The structural geology of the Foy Ridge area, Twin Buttes, Arizona
Plate 14 - Twin Buttes Quadrangle, ...
Plate 15 - Diagrammatic sections ...
AuthorBurroughs, Richard L.
MetadataShow full item record
PublisherThe University of Arizona.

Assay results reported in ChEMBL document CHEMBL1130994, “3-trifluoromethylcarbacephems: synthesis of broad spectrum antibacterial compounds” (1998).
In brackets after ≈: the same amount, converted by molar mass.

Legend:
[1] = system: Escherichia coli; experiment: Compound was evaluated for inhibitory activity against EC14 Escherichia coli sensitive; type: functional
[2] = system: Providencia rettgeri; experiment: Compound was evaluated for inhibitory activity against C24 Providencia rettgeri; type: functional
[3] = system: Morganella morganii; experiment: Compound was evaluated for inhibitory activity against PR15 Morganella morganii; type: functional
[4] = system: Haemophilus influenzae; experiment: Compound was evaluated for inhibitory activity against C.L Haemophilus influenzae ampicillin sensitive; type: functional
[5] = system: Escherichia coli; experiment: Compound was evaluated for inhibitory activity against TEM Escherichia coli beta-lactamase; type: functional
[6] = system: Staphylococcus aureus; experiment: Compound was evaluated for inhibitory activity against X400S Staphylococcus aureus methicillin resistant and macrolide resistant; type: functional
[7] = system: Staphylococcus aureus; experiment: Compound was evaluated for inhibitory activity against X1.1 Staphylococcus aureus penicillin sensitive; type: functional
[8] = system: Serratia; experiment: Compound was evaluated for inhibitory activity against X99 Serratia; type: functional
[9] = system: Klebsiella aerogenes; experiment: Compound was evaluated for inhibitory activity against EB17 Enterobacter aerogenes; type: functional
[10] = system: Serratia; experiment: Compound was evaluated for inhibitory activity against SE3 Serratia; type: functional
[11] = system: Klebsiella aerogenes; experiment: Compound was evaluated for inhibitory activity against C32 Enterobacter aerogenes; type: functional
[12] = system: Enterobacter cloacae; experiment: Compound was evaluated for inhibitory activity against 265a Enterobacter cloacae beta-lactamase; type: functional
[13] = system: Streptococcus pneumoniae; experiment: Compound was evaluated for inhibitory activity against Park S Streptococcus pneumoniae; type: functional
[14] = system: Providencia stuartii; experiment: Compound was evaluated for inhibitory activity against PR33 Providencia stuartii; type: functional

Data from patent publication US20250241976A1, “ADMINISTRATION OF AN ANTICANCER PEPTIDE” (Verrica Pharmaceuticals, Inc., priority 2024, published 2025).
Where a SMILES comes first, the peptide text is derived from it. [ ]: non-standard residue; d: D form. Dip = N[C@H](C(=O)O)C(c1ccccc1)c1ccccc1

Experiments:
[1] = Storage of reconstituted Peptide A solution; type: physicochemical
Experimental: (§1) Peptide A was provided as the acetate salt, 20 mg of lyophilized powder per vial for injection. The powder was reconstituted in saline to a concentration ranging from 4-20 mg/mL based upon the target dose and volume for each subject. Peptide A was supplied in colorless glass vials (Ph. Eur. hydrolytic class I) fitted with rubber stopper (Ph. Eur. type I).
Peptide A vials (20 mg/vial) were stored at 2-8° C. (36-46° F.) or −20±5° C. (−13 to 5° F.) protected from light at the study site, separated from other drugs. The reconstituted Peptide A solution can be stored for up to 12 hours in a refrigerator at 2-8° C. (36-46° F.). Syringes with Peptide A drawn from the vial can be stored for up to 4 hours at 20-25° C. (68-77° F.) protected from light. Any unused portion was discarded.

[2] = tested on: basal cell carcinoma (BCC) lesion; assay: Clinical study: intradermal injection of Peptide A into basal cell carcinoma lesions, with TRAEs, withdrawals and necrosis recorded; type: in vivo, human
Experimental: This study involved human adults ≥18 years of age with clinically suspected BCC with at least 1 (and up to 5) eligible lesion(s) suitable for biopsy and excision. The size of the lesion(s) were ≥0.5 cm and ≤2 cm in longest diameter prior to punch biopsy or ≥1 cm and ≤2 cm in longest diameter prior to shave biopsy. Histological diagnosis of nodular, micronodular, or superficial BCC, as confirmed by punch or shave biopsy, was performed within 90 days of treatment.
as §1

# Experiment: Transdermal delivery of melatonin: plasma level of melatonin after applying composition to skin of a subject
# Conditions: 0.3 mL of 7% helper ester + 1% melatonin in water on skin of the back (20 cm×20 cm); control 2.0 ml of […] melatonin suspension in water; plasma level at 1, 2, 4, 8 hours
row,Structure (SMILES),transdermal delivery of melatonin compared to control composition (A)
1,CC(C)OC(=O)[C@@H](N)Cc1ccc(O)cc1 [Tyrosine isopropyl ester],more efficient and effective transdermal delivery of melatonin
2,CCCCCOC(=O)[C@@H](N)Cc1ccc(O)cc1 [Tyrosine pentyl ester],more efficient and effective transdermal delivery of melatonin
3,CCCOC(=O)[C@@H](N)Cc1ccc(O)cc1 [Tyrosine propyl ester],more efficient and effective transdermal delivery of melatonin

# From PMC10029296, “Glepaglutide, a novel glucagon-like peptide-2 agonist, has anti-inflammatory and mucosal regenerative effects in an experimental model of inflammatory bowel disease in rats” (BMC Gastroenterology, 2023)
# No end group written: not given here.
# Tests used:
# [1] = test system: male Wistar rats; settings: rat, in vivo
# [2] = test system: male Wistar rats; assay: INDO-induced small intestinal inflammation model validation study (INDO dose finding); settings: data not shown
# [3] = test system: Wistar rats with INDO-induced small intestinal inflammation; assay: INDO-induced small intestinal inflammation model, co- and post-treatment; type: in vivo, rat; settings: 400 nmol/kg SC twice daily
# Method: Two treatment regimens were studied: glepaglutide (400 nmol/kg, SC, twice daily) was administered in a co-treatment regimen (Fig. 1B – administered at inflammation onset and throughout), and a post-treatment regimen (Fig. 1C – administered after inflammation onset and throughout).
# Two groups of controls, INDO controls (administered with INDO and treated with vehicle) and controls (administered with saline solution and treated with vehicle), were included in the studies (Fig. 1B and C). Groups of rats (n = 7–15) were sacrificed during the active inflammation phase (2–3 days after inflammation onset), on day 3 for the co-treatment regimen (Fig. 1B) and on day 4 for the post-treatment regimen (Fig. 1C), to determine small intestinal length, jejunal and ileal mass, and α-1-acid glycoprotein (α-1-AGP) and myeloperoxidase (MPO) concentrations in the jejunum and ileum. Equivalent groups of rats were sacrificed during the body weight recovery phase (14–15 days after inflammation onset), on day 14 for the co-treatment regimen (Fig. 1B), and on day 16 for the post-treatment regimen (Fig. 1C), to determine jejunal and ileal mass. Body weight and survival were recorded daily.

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AbstractFoy Ridge is located about twenty-six miles south-southwest of Tucson, Arizona, and about a mile north of the Twin Buttes mining district. The sediments of the Roy Ridge area range in age from Cambrian to Recent. Separation of the Paleozoic section into mappable units has been complicated by post-Permian metamorphism. This metamorphism has destroyed any fossils that were probably once present, although a few remains of a Devonian Cladopora reef have been recognized. The metamorphism has caused a recrystallization of the limestones and an alteration of the shales to hornfels with stringers of epidote. The result is a sequence of altered Paleozoic rocks closely resembling one another. Lateral compression acting in a northeast-southwest direction played the major role in the tectonic history of the Foy Ridge area. Foy Ridge is the inverted limb of a large fold overturned to the northeast. As the fold was being produced thrust faults and wrench faults formed in the limbs. These first faults were cut off by the Foy Ridge fault that formed in the southwest limb of a northwest plunging anticline. This anticline was thrust forward (southwest) and upward until it was pressed against the inverted limb (Foy Ridge) and the adjacent fold. A disharmonic fold probably formed in the normal limb of the major fold of which Foy Ridge is a part. Thrust faults in the disharmonic fold repeated the lower Paleozoic section on the southwest side of Foy Ridge. As compression continued the last major thrust of the area was produced. This was the Bolsa Overthrust, which probably originated in the core of the disharmonic fold. It cut across the inverted limb of the major fold and may have also cut across the crest of the northwest plunging anticline northeast of the Foy Ridge fault. Intrusive activity followed or accompanied the overthrusting and folding of the area. This was closely followed by post-intrusion normal faulting. The Twin Buttes, two prominent hills immediately east of the thesis area, are a southeastern extension of the northeastern limb of the northwest plunging anticline that formed the hanging wall of the Foy Ridge fault. The "breached anticline" of the Twin Buttes mining district is probably related to the normal limb of the fold that formed Foy Ridge. The synclinal area between these two folds is covered by alluvium.